NavyPro, rnDo pay close attention to the national governing body of any church that you may have interest in. Sad to say, but the ELCA has gone the way of the United Methodist and the Episcopalian church bodies in North America. They follow a Social Doctrine, not a Biblical Doctrine. Historical Lutheran theology holds the the Holy Bible is the Inspired, Inerrant, and Complete Word of God. Add nothing to it, take nothing from it. Interperet the Holy Bible with the Holy Bible. So, to become a member of a Lutheran church, you will be taught what we believe and the biblical basis for that belief. A great resource is; http://www.kretzmannproject.org/home.htm This is a biblical commentary written in the 1920's and will explain the text of the Holy Bible by showing a literal understanding as "proofed" by other biblical references. rn rnI was born and raised Lutheran, LCA (now defunct) and LC-MS. Wandered off into the RCC for 10 years, and then into Calvinism for 4 years. You KNOW you are home when you get there, and I'm back in a great conservative LC-MS congregation. Individual congregations matter. Visit several in both WELS and LC-MS. Find a dynamic congregation with a good pastor. Congregations last longer than the term of a pastor. Does he preach bread, or meat? We want bread, but meat we need. rn rnI hope this helps, and I pray that you find the truth and grace of God on your journey. rn rnMax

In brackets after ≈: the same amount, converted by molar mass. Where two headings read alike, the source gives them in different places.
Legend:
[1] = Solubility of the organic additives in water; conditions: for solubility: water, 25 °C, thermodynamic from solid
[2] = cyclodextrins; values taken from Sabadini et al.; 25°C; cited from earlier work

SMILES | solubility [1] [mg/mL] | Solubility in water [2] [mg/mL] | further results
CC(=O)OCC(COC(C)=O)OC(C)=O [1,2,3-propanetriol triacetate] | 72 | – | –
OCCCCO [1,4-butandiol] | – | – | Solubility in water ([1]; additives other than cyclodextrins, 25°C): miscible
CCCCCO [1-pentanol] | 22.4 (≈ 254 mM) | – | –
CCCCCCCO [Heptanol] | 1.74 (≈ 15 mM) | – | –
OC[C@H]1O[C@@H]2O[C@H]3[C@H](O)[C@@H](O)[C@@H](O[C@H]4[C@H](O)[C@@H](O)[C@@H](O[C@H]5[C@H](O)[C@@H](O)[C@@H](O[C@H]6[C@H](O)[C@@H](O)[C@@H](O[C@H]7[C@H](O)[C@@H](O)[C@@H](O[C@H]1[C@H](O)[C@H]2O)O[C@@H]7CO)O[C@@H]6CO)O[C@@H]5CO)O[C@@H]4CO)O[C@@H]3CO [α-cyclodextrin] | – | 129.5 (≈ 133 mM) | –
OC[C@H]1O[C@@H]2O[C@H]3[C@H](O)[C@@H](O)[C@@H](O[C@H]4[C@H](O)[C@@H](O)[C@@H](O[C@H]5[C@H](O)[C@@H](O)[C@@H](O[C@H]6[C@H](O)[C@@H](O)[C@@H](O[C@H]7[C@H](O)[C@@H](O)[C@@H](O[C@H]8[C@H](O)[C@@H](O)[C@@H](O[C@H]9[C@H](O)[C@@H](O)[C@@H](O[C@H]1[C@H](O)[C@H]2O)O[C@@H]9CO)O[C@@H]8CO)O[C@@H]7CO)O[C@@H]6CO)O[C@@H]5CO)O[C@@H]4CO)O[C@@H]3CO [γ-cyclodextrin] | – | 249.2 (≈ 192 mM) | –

I was born and raised a Roman Catholic. Converted to Lutheranism (LCMS) in 1997. Basically I attended an adult information class that lasted about 12 weeks. The class was VERY interesting and informative. At the end of the class I was given the opportunity to join the church and did so.